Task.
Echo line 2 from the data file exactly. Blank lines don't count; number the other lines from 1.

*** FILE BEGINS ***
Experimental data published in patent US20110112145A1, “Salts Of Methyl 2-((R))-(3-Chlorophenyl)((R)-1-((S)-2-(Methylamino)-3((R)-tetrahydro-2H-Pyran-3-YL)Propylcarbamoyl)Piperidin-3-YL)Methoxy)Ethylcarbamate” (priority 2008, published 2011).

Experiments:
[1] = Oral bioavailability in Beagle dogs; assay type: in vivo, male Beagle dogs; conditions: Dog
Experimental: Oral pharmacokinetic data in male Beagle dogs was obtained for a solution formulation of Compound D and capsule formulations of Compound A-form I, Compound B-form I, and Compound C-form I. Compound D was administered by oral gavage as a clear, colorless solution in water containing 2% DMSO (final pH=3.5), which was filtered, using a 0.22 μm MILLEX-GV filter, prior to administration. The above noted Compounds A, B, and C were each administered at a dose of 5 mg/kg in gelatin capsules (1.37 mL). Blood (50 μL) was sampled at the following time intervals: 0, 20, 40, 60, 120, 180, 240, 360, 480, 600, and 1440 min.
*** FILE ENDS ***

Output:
Experiments: